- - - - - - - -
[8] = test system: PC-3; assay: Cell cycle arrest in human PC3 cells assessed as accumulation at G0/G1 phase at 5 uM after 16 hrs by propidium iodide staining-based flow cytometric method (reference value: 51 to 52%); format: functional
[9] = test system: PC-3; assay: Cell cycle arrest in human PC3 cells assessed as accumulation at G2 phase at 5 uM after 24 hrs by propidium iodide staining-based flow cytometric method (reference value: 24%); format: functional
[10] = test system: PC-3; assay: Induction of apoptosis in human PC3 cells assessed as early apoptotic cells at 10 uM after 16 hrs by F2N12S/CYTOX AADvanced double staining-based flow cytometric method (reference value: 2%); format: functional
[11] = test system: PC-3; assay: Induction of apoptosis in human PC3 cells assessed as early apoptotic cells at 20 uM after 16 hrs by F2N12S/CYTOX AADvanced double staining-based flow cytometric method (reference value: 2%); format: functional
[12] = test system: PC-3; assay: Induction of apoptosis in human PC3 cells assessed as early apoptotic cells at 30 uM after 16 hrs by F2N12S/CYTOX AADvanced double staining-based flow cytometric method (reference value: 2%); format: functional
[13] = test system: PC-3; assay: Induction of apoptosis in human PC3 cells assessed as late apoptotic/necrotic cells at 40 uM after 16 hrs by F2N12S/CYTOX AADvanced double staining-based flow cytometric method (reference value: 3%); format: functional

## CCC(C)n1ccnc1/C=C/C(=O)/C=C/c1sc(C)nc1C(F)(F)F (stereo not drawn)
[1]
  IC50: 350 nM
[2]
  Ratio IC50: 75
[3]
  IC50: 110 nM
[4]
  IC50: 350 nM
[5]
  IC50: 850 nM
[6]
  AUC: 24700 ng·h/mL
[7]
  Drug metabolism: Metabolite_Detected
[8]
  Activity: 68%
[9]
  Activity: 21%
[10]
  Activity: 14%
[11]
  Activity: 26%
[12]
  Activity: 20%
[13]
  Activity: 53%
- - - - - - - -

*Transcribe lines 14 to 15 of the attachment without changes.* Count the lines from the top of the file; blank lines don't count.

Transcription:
[4]
  IC50: 350 nM